Regardless of tourists or heat, Ta Prohm is an incredible place to wander. The scale is hidden, both by the jungle and the ruin of the temple. Work is currently in progress at several locations around the temple, most notably at the central tower and causing some areas to be closed off to visitors.
Careful exploration will allow you to find new and interesting scenes that haven’t been photographed to death (which is difficult given the number of tourists). At mid-morning, the light was harsh enough to make most photography difficult. We also found the photogenic spots that spoke to us most were west facing, indicating that later afternoon would have been more ideal for photography.
Anne and I concluded our day with sunset at Angkor Wat. The temple faces west, which pairs nicely with the afternoon light. We arrived around 4PM thinking this would give us plenty of time to look around and scout the best locations for sunset. However, we spent over an hour just approaching the temple because of all the various people, monks, and religious ceremonies going on. If you’re going to go for sunset, plan for extra time to explore the people and culture…
The temple has undergone restoration over the last couple decades, restoring much of it and giving visitors a real sense of its original glory. The temple is surrounded by a 190m wide moat forming a giant rectangle that measures 1.3km by 1.5km. Inside the moat is a wall that runs around the entire complex. A wide causeway crosses the moat and leads to the temple from the west. There are three towers through which visitors can enter the grounds of the temple. In the right tower, you’ll find a large statue of Vishnu that was originally located on the third level of the central complex. This statue is now used as a place for locals to make offerings and provides a window into local religious culture.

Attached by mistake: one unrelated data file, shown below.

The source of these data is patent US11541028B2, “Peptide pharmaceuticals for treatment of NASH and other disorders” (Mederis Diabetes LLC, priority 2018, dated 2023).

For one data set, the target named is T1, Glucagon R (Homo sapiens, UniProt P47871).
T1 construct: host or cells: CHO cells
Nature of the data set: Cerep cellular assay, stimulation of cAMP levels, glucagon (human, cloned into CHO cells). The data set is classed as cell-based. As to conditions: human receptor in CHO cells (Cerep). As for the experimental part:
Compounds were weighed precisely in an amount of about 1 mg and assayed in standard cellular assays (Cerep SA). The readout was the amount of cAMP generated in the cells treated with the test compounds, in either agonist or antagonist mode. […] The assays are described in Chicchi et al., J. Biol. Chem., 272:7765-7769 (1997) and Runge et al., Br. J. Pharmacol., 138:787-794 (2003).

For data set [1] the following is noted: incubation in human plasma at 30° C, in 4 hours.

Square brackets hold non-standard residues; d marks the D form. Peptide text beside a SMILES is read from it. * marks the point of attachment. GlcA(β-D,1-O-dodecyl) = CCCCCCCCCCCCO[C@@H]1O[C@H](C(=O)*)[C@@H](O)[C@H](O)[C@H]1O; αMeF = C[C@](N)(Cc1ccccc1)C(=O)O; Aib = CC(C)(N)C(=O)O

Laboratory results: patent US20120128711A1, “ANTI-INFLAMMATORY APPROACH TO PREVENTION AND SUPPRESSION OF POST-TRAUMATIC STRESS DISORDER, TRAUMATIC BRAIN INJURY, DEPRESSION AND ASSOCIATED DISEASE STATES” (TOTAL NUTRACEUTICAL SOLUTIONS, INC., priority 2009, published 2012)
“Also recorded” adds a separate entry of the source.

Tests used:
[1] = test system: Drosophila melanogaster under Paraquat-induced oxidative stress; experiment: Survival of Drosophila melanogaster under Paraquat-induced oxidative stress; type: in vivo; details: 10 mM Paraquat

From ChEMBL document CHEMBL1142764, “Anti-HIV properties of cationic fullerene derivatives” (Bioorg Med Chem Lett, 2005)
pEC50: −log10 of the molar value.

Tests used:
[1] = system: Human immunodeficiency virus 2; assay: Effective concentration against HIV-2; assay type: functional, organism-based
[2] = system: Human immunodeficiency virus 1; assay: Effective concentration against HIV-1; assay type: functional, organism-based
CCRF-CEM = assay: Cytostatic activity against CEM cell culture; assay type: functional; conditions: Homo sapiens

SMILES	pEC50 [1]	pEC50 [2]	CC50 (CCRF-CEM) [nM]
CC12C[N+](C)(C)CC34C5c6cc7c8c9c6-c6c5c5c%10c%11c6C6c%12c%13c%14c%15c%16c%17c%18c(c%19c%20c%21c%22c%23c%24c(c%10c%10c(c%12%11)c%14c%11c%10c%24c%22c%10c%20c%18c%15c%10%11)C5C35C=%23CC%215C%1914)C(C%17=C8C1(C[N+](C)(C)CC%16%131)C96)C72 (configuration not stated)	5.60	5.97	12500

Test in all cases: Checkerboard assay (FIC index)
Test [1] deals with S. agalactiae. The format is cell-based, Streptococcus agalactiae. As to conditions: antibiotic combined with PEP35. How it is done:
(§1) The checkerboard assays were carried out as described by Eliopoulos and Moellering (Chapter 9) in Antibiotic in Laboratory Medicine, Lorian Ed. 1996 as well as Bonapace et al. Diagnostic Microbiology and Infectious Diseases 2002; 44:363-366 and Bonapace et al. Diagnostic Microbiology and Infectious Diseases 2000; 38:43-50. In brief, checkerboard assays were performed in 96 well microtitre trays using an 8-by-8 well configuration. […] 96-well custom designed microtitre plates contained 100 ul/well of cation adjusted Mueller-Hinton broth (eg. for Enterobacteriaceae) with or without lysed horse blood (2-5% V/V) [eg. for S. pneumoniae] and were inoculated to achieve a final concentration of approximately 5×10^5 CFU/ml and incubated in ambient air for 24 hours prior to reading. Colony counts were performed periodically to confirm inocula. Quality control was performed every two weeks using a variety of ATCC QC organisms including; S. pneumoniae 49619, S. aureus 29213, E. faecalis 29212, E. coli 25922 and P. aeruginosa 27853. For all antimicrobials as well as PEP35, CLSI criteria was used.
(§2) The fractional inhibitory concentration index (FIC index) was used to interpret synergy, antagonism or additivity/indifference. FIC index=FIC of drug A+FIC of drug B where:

Continuing through the wall, the causeway continues into the large courtyard. Libraries stand on either side. Here we found a couple monks who we engaged in conversation. One of them spoke with very good English. His friend was slightly more timid. We talked for a while, about where we had traveled, where we were going, and where their home was. When he found out that Anne was from Canada, he admitted that he loved Celine Dion and asked Anne to sing a song for him!
We continued into the temple to make the best of the quickly fading light. We bypassed the extensive Bas reliefs and went straight for the third level of the temple, which unfortunately closed at 5:30PM. As we were getting ready to leave, we did have a guard come ask us if we wanted to pay him for a “private” tour of the third level. We declined (though we were tempted; encouraging this sort of entrepreneurialism is the sort of thing that leads to archeological poaching) and headed back to town.
You can’t go wrong visiting the temple at sunset. With a clear sky you get some great light on the western aspects. Virtually any window facing the sun will allow for interesting compositions. However, I found the highlight of both days the Angkor Wat to be the people. From children to monks, they added warmth and personality to the place. I do wish I’d taken some long exposure shots on the main causeway or the steps to the third level to show the energy of the tourism, but my only regret is that we didn’t spend more time there.